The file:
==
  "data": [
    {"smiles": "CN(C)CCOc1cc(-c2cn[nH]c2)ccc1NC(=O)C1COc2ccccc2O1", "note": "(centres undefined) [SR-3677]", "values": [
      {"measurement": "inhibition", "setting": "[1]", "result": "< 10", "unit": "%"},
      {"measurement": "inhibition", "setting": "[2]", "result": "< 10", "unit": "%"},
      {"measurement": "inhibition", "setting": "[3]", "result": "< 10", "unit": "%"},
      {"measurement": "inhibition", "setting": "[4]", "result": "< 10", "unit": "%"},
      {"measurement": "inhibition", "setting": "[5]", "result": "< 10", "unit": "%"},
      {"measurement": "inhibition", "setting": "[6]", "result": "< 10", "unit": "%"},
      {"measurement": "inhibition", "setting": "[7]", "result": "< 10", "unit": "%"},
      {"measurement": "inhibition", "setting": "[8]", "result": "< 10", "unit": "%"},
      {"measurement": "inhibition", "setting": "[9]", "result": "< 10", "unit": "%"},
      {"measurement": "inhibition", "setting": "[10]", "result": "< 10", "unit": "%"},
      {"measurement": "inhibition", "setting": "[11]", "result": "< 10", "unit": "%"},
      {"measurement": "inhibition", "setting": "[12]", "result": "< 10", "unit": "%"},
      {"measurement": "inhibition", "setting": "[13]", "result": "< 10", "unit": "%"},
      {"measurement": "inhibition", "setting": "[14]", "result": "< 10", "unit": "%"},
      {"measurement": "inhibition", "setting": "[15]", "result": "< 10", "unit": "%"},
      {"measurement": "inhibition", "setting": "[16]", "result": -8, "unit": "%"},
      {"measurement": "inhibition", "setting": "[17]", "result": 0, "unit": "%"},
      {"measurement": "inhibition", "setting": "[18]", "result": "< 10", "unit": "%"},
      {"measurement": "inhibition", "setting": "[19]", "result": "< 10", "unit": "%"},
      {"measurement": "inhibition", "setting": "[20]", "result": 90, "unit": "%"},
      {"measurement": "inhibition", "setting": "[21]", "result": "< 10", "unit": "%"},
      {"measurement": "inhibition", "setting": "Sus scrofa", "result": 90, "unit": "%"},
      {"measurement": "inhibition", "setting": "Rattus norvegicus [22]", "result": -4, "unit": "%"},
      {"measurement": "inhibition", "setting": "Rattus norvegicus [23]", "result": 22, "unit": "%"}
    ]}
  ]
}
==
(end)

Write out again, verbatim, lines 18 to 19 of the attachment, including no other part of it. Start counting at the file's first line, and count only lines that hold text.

      {"measurement": "inhibition", "setting": "[16]", "result": -8, "unit": "%"},
      {"measurement": "inhibition", "setting": "[17]", "result": 0, "unit": "%"},